FIG. 1a show a schematic cross-section of a plate illustrative of the prior art that minimizes or prevents undercutting by limiting the smallest features to a size equal to or larger than the limit set by the spot size of the radiation and the writing engine used to form the laser engraved relief image. If this size limit is crossed undercutting becomes unavoidable for a given relief forming system practically and is particularly a problem when the smallest features are less than the spot size of the radiation used to form the relief pattern. When the undercut is too great, as illustrated in FIG. 1b the dots either print chaotically or not at all on press. Direct engraved printing members can typically suffer loss of highlights due to undercutting. A Feb. 1, 2010 publication by the Association of Japanese Flexo Printing Industry entitled "Direct Laser Plate Making Consideration for Current Status" describes the use of undercutting in preparing flexographic printing plates to release the printing pressure in the highlight areas. FIG. 7 in that publication shows a progressive undercutting in the relief image as the feature size is reduced. If undercutting is small, the relief in pressure on press may be desirable but when the undercutting is too great print quality suffers.
 U.S Publication No. 2009/0223397 (Miyagawa et al.) describes an apparatus for forming a direct engraved convex dot on a flexographic printing plate using a light power of the light beam, which engraves all or part of an adjacent region which is adjacent to a convex portion which is to be left in a convex shape on a surface of the recording medium, is equal to or less than a threshold engraving energy, and at a region in the vicinity of an outer side of the adjacent region, the light power of the light beam is increased to a level higher than the light power used in the adjacent region. This may help elevate the severity of undercutting by limiting the exposure at the top of the feature but will not eliminate the problem for the finest engraved features desirable.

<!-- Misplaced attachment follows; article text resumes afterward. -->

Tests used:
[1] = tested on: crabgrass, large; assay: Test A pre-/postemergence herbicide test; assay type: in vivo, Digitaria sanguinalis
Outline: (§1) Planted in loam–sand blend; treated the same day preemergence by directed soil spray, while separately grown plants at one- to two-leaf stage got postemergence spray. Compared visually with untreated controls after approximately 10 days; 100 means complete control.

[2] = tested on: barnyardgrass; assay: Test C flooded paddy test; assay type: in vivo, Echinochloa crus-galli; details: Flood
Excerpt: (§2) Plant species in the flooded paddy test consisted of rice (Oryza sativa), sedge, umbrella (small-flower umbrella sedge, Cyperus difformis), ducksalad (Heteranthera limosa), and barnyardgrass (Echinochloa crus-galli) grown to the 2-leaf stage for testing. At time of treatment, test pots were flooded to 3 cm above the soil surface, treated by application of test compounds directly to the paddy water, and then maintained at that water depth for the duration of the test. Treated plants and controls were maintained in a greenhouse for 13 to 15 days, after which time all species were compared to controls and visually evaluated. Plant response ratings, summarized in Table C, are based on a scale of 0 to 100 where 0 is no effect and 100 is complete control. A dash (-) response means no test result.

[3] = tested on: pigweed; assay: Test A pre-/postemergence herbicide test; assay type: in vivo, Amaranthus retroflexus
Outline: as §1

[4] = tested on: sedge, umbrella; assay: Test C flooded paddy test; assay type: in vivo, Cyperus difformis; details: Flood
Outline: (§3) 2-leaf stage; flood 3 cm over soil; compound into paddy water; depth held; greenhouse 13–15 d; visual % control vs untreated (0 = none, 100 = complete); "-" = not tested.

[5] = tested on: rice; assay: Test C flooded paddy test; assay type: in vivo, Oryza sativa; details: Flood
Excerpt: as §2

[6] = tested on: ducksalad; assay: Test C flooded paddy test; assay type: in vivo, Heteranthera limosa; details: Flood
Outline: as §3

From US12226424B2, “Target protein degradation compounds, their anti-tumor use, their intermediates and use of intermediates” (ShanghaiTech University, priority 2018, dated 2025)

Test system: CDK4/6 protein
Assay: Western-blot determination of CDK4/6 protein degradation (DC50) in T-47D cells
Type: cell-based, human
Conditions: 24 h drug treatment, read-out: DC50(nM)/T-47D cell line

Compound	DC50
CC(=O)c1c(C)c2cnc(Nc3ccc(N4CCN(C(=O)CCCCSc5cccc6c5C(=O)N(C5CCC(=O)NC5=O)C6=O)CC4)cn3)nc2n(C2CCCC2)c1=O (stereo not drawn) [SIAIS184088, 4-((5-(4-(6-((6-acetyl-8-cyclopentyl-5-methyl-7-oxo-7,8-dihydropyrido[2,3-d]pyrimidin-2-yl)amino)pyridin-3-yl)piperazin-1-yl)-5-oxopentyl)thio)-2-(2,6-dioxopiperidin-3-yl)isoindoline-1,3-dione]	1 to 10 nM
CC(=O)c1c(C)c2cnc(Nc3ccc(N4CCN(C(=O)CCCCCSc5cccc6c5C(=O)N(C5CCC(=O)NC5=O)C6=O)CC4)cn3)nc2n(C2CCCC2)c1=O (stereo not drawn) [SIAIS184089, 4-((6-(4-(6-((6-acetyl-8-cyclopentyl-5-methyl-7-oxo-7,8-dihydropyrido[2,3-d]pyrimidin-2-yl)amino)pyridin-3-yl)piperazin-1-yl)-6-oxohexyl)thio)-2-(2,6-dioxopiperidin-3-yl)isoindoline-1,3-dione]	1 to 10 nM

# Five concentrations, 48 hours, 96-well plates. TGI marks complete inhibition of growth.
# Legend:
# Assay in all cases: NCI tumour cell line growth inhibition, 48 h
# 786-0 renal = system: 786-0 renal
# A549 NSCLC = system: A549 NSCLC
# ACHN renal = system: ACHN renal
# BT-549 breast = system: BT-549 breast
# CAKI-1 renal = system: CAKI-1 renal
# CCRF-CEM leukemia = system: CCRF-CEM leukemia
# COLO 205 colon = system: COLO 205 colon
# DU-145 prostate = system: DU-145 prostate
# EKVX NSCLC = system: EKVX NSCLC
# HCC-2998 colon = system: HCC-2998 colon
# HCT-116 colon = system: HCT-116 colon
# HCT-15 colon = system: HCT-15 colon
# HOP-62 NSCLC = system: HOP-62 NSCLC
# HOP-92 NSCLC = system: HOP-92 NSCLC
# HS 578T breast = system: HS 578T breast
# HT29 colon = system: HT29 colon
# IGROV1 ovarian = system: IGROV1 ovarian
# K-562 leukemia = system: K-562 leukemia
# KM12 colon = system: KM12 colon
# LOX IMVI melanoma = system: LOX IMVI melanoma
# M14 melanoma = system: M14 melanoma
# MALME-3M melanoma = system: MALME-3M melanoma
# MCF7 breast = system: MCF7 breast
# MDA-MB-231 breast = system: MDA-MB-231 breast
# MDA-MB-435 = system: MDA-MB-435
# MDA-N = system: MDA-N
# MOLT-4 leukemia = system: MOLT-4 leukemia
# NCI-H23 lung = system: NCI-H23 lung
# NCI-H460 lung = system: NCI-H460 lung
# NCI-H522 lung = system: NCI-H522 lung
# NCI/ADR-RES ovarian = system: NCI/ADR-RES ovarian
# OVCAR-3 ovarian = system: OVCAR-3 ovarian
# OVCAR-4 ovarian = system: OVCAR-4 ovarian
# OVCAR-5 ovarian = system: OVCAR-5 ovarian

U.S. patent application Ser. No. 12/868,039 proposed addressing this problem by using a combination of AM, FM, and engagement modulation, EM, screening where in a sub-area has dots each having a minimum receiver element contact area, and wherein a fraction of the dots has a topmost surface that is below the elastomeric topmost surface, but above the level that will transfer ink on press. This method can create a smoother tone scale but may be sensitive to variation of engagement for different press conditions.
 In addition to these problems there are a number of inter-image effects that result from the proximity of highlight dots and other fine features that are "naturally" undercut to other image features such as solids, lines, and text. For example, in a field of highlight dots adjacent to a solid or a line or surrounded by lines, the row or rows of dots immediately proximate to the neighboring feature will lose density on the printed receiver or fail to print entirely resulting in undesirable non-uniformities.